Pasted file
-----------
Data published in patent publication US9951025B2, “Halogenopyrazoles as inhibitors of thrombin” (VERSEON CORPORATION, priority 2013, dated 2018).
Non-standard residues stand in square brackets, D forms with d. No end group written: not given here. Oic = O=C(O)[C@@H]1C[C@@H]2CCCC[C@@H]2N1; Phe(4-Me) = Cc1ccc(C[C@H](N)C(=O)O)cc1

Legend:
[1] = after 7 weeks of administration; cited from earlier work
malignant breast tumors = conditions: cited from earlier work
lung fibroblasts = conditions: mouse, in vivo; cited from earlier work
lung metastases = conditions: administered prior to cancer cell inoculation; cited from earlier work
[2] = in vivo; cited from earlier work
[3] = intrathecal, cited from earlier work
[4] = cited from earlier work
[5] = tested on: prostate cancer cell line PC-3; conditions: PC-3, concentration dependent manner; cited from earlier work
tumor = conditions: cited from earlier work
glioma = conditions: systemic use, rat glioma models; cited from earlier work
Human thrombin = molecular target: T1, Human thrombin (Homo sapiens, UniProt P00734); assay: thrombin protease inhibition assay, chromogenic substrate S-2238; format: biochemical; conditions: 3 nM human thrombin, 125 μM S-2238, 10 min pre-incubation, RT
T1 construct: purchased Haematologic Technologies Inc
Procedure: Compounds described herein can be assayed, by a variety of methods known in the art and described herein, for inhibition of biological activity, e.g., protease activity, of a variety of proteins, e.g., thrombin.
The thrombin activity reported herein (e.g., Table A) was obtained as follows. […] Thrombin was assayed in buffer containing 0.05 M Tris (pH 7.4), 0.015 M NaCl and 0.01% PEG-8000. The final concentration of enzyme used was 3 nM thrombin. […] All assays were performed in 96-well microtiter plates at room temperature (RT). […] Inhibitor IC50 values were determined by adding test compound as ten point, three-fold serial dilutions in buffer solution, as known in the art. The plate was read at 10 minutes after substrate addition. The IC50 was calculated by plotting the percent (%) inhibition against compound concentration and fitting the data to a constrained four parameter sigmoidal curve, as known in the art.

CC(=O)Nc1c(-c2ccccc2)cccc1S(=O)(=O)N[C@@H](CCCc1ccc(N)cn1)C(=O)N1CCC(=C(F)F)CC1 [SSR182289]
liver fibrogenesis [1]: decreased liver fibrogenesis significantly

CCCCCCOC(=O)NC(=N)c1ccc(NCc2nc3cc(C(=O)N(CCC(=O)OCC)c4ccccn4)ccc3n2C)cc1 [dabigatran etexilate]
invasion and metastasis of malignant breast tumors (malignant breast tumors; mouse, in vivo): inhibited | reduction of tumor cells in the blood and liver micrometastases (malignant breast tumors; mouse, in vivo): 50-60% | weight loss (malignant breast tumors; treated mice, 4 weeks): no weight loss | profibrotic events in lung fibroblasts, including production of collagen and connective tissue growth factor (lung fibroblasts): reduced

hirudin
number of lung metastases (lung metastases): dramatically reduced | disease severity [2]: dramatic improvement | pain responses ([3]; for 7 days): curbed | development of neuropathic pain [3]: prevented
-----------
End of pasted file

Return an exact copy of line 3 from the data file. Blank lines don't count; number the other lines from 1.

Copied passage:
Legend: